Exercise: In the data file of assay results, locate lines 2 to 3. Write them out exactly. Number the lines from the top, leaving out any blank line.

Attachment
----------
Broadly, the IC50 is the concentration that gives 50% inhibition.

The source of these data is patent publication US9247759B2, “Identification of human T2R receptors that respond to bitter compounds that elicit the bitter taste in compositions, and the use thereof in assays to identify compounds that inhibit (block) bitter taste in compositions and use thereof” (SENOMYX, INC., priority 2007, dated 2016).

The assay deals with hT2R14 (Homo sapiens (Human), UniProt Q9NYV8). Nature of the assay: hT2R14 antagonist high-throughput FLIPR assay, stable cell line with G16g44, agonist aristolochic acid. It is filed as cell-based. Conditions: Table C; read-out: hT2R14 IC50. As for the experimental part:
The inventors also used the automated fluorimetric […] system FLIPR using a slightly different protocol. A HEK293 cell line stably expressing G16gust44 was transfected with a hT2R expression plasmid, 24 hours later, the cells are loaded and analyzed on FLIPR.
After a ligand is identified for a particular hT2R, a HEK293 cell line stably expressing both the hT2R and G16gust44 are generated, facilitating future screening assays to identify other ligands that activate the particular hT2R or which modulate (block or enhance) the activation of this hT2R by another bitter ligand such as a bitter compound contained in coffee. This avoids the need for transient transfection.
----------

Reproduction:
The source of these data is patent publication US9247759B2, “Identification of human T2R receptors that respond to bitter compounds that elicit the bitter taste in compositions, and the use thereof in assays to identify compounds that inhibit (block) bitter taste in compositions and use thereof” (SENOMYX, INC., priority 2007, dated 2016).

The assay deals with hT2R14 (Homo sapiens (Human), UniProt Q9NYV8). Nature of the assay: hT2R14 antagonist high-throughput FLIPR assay, stable cell line with G16g44, agonist aristolochic acid. It is filed as cell-based. Conditions: Table C; read-out: hT2R14 IC50. As for the experimental part: